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General anesthesia is the induction of a state of unconsciousness with the absence of pain sensation over the entire body, through the administration of anesthetic drugs. It is used during certain medical and surgical procedures.
General anesthesia has many purposes including:
- pain relief (analgesia)
- blocking memory of the procedure (amnesia)
- producing unconsciousness
- inhibiting normal body reflexes to make surgery safe and easier to perform
- relaxing the muscles of the body
Anesthesia performed with general anesthetics occurs in four stages which may or may not be observable because they can occur very rapidly:
- Stage One: Analgesia. The patient experiences analgesia or a loss of pain sensation but remains conscious and can carry on a conversation.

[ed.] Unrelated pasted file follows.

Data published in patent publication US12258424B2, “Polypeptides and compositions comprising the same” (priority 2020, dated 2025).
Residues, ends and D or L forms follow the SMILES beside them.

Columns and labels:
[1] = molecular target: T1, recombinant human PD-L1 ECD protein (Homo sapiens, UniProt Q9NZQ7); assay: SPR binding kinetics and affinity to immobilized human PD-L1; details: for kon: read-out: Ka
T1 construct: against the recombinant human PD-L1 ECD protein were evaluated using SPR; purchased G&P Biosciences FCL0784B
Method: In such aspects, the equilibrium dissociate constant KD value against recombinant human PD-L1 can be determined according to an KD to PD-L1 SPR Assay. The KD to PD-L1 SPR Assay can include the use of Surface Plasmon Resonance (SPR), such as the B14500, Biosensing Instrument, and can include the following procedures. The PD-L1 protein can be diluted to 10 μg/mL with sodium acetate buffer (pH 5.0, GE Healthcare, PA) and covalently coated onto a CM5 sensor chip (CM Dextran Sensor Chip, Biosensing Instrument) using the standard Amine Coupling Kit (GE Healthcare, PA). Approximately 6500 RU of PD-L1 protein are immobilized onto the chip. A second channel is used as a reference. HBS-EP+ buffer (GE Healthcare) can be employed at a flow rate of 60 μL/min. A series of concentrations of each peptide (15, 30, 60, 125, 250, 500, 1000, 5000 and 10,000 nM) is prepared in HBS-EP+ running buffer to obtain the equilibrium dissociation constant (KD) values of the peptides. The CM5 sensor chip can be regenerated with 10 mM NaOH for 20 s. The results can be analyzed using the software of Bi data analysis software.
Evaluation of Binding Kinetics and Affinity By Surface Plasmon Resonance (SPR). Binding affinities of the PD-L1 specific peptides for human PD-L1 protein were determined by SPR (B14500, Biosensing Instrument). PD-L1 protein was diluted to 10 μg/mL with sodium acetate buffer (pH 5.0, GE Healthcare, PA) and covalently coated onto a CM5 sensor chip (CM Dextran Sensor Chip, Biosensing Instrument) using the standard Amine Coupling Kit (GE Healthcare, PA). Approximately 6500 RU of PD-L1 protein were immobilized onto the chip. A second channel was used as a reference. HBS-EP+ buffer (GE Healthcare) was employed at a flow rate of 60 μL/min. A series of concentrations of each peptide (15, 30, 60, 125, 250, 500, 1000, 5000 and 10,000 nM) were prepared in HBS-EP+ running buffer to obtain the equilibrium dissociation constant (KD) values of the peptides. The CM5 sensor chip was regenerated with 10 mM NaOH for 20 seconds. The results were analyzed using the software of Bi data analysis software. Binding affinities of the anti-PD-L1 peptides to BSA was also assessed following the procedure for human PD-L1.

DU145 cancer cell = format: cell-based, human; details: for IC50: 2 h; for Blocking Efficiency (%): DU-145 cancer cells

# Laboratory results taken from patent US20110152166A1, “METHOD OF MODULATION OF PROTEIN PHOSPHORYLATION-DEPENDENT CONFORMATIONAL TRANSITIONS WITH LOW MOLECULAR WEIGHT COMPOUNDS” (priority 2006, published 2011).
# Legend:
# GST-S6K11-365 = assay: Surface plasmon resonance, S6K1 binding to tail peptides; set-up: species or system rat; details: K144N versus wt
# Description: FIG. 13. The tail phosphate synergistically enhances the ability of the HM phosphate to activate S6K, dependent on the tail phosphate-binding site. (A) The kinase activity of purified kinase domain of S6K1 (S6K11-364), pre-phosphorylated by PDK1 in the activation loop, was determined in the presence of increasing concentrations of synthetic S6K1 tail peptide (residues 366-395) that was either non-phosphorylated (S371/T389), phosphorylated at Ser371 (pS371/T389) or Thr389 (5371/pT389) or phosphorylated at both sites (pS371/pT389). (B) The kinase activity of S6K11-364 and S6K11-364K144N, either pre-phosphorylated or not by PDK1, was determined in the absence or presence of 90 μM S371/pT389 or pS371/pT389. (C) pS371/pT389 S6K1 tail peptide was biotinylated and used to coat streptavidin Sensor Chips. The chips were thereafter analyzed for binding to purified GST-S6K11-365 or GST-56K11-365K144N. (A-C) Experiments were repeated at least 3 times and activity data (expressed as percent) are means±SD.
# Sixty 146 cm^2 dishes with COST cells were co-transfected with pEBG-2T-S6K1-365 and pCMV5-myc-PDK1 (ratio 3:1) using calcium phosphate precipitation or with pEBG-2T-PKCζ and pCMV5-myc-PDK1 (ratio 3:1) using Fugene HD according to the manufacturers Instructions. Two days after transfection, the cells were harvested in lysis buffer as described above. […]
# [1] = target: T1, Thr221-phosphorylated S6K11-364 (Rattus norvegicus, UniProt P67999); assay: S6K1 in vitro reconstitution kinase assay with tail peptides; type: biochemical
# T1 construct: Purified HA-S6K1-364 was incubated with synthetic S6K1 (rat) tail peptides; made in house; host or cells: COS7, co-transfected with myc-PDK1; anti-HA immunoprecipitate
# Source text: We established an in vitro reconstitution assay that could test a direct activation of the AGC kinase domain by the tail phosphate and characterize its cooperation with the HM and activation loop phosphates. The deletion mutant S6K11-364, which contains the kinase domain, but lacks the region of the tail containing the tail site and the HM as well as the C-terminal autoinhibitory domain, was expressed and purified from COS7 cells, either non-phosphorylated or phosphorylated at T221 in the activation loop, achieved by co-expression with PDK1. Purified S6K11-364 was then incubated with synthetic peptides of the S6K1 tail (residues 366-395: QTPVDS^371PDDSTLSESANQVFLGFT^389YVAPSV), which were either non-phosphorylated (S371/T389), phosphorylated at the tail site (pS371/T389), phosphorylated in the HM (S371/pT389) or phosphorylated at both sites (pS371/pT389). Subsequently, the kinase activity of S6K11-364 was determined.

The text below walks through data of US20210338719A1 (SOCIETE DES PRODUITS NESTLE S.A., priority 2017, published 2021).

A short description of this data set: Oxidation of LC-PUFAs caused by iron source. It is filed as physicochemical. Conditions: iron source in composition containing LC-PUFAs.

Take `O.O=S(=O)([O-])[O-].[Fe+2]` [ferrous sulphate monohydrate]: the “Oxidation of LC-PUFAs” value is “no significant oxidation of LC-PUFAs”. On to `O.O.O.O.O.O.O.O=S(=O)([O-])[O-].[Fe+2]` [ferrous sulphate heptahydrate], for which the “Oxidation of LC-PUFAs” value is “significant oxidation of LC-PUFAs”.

- Stage Two: Excitement. The patient may experience delirium or become violent. Blood pressure rises and becomes irregular, and breathing rate increases. This stage is typically bypassed by administering a barbiturate, such as sodium pentothal, before the anesthesia.
- Stage Three: Surgical Anesthesia. During this stage, the skeletal muscles relax, and the patient's breathing becomes regular. Eye movements slow, then stop, and surgery can begin.
- Stage Four: Medullary Paralysis. This stage occurs if the respiratory centers in the medulla oblongata of the brain that control breathing and other vital functions cease to function. Death can result if the patient cannot be revived quickly. This stage should never be reached. Careful control of the amounts of anesthetics administered prevent this occurrence.
|ANESTHETICS: HOW THEY WORK|
affecting the entire
of nerve impulses
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motor functions in
a large area to be
treated; does not
nerve impulses and
motor functions in
a specific area;
does not produce
nerve endings in
skin and mucous